25 may > 30 jun 2012
opening reception 25 may at 5pm
The project is a visual discussion of values, individual worth, who is expendable/disposable. The concept emerged from two stories, but many more are woven into this exhibition.
The first story belongs to a young Native woman who came to my home. She had allegedly been picked up by two men, driven to the outskirts of town, raped and left naked. Nobody believed her. Over the years, many women continue to disappear across Canada: “midnight drives”, Highway of Tears, Hastings Street, Vancouver.
This part of the exhibition is represented by four life-size papier-mâché “prostitutes” perched on bar stools. They are the All Seeing, The All Knowing, those who Hold the Truth...
The second story is a reflection on the Westray Coal Mine Disaster where 26 miners died. The Company knew the mine was unsafe. This loss, and the loss of so many others, is illustrated by a free-standing screen strung with bright red nickel wire, representing the mine shafts and the high risk streets and roads running above and below the earth. Caught in the wire are small intricate clay figures similar to those unearthed from ancient burial sites.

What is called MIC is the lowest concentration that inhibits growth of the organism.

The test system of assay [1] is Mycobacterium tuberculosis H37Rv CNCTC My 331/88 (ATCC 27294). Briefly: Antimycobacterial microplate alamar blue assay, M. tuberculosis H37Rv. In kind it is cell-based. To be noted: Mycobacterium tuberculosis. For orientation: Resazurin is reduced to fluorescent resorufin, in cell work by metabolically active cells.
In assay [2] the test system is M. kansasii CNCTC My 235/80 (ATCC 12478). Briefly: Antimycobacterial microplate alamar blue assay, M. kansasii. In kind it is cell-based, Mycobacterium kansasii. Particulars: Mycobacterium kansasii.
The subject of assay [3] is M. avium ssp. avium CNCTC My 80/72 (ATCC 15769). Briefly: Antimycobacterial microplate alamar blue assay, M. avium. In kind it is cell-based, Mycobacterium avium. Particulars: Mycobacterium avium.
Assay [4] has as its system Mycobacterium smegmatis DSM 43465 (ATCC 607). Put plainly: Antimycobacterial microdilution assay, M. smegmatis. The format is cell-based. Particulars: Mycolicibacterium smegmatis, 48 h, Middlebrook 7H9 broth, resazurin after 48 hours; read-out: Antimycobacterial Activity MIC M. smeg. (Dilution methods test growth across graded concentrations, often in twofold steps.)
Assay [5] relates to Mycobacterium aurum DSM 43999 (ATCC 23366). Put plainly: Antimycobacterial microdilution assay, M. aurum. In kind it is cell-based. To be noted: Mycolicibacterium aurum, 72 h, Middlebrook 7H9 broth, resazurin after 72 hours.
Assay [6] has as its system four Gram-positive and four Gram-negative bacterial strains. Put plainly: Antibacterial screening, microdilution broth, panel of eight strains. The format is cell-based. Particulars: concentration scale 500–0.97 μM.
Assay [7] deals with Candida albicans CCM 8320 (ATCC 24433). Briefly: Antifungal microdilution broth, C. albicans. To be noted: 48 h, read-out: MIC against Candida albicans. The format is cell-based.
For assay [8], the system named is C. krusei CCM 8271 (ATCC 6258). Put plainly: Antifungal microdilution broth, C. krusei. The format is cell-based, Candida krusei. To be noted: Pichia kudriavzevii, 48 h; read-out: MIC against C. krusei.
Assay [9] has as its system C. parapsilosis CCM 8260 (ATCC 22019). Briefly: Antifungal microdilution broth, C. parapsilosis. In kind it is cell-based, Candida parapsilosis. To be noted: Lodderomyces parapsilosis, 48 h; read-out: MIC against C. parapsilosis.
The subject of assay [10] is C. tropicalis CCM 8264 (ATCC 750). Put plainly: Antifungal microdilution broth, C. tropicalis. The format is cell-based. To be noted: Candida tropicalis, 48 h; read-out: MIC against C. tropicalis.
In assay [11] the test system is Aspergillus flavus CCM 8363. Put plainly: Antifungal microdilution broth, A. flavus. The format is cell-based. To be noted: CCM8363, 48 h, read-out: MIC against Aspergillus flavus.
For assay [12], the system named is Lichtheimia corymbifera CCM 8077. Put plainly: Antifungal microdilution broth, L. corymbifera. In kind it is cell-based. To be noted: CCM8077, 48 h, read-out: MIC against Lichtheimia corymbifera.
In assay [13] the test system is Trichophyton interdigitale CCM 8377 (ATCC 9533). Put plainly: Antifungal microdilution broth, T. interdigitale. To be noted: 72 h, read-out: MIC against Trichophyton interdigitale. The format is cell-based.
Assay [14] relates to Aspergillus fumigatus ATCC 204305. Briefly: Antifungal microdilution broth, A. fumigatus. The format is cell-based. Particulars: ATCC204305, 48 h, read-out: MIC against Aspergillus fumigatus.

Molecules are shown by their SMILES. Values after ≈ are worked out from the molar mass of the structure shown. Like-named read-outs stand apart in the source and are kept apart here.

A visual narrative; who pushes whom to the margins, who decides the value of the other… whose care?
Heather Topp is a multi media artist whose work has a strong feminist/political tone, dealing with individual space and stories. Thirty-one years as a visual artist living/working in Sudbury have given her a deep insight into the unique qualities of a "one industry" mining town, the North, its geography and shared social, economic and environmental stresses.